Israel has announced that on Tuesday its forces retook the territory up to the boundary of the Gaza Strip.
Hamas fighters on the ground did not offer any significant opposition to the deployment of the Israeli army, but they almost certainly never intended to resist the return of Israeli soldiers.
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Indeed, the primary military purpose of Hamas’s operation on Saturday seems to have been to demonstrate, to Israelis, Arabs and the world, its capability to attack multiple locations across the frontier of Gaza and take over significant territory in a series of coordinated lightning strikes.
Hamas achieved this goal swiftly and efficiently by the skilful use of surprise and tactical innovation and in doing so achieved a secondary military goal of testing the Israeli army’s tactics and equipment, also with unprecedented success.
A step too far?
Gory scenes from a number of military and civilian locations that Hamas took by surprise within hours of the start of the dawn operation are a strong indication that the operation did not have purely military goals.
Taking enemy combatants and using prisoners of war as bargaining chips for future negotiations is a military practice as old as human conflict itself. But the Hamas fighters embarked on a rampage unprecedented even in previous Israeli-Palestinian confrontations, spreading fear through what was widely reported as the indiscriminate murder of hundreds of civilians and captives.
Finally, they took back into the Gaza Strip a yet unknown number of prisoners and hostages, believed to be over 100, including foreign nationals.
Caught unawares, the Israeli military responded quickly, predictably, and in the easiest way, by aerial bombing targets inside Gaza. What they hit and on what logic is a subject for future in-depth analysis, but it is safe to assume that the real aim of the bombing was to demonstrate force, show the shocked Israelis that their army was not knocked out, that it was hitting back.
The unprecedented degree of strategic surprise and deception achieved by the Palestinian side indicates careful planning, so it is unlikely that Hamas was caught unprepared by the expected Israeli bombing. Most military hardware was probably moved and hidden well before the knee-jerk Israeli air attacks.
The profound humiliation that Israeli intelligence and military suffered on Saturday resonated deeply and painfully within the country’s defence establishment. Operational earthquakes of such magnitude, rare in modern combat, send shockwaves wide and deep.
A slower-than-expected pace
A side that gets punched so hard must activate its worst-case scenarios. Following such a drastic failure to predict an attack and prepare for it, the Israeli military and secret services must have had to account for the possibility of having suffered a deep security breach and assume that their operational plans had been compromised.
Headquarters of every force in the world prepare in peacetime by conducting war games, brainstorming sessions, simulations and exercises to predict all possible variants of their enemies’ actions and find the best and most efficient ways of countering them.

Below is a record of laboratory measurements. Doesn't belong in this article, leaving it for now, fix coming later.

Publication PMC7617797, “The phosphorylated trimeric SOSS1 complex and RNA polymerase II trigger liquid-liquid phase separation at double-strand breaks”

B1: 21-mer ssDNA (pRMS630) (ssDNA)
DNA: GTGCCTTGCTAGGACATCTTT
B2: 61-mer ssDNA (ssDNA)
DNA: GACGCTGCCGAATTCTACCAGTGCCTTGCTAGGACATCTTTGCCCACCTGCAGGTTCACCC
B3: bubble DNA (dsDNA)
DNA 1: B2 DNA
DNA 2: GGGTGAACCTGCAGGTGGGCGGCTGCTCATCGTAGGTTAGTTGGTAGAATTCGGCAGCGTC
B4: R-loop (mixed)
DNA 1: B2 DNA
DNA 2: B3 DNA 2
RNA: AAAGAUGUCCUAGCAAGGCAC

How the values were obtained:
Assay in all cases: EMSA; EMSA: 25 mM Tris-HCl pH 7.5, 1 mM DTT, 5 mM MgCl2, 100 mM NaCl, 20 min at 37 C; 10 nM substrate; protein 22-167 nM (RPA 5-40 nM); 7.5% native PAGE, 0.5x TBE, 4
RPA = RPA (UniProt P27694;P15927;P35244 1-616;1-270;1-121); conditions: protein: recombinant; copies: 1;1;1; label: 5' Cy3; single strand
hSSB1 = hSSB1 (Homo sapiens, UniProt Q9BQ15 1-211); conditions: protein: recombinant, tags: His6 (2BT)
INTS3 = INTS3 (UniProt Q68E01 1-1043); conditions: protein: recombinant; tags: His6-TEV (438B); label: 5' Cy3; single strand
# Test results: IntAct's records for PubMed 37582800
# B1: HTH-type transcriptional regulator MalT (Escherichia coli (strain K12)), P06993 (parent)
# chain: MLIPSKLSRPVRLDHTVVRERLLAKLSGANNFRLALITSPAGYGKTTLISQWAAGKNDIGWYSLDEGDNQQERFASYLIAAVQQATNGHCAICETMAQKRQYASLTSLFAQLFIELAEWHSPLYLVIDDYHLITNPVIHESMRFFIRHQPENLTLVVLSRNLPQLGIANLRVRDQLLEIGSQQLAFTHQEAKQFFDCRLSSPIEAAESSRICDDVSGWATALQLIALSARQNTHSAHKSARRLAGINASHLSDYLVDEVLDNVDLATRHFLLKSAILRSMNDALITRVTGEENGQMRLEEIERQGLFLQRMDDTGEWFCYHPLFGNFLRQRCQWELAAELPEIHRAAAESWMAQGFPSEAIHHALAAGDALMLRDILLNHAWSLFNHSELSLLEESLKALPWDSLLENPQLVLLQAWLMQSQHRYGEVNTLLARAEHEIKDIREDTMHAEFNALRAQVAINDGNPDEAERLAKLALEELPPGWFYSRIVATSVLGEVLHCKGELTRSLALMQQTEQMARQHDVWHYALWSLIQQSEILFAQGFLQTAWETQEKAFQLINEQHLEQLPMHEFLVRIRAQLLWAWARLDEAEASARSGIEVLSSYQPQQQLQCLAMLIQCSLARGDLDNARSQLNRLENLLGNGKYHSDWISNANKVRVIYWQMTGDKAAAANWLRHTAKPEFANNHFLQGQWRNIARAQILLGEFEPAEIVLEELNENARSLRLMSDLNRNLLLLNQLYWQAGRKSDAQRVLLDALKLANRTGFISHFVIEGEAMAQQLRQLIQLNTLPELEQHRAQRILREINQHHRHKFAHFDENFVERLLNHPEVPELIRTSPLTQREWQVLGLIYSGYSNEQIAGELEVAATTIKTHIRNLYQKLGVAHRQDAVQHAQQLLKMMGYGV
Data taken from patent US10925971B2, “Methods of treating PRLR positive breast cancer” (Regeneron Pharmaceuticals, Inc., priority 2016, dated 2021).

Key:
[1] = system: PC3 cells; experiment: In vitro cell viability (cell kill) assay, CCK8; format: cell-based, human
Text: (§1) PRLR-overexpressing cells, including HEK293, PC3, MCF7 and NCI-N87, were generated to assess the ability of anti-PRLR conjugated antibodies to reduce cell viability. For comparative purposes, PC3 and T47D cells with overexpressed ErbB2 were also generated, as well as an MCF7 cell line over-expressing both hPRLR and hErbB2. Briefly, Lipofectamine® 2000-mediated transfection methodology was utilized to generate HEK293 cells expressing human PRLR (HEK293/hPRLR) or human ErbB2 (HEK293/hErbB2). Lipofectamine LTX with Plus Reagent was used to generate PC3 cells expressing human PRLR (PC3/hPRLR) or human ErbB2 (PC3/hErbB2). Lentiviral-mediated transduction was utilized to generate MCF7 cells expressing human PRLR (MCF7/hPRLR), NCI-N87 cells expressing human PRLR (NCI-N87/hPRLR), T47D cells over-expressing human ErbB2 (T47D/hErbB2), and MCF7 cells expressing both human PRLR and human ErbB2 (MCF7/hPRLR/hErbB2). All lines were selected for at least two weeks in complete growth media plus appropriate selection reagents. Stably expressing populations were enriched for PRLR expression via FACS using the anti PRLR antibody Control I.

It is unlikely that Tzahal, as the Israeli army is known, had contemplated this kind of attack. There was certainly a general plan of what to do should Palestinian fighters break out from Gaza into Israel but they probably never anticipated this level of complexity, improvisation and innovation.
Under normal circumstances, generals immediately choose the most appropriate plan and activate it; units are given their initial orders and can move quickly, adapting the war plan to the situation on the ground.
Not this time. With the possibility that Hamas somehow spied on Israel and obtained the battle plans, they had to be treated as compromised and be discarded and new plans had to be outlined in a very short time, a gargantuan task.
This means that the relatively slow response by Israeli ground forces who took almost three days to get to the Gaza border is no surprise.
A well-equipped, fully mechanised army like the Israeli one certainly can recover the couple of hundred square kilometres of easy, flat land that Hamas took in its attack in a matter of hours, at most a full day.
So why were Israeli Merkava tanks not at the separation fences of Gaza on Saturday or Sunday?
There are several possible reasons and more will be known in time. But it is obvious that they could not count on forward operating bases closest to the border because those had been overrun and tanks and armoured personnel carriers that were meant to be first responders were destroyed or captured by Hamas.
Israel surely has lots of reserves, one would argue, could it not deploy them faster in such a small country? It could, if it did not have to count on the possibility of being forced to use its soldiers and equipment elsewhere.
As mentioned, more will be known in time about how events unfolded. For now, the analysis has to be marked as: to be continued …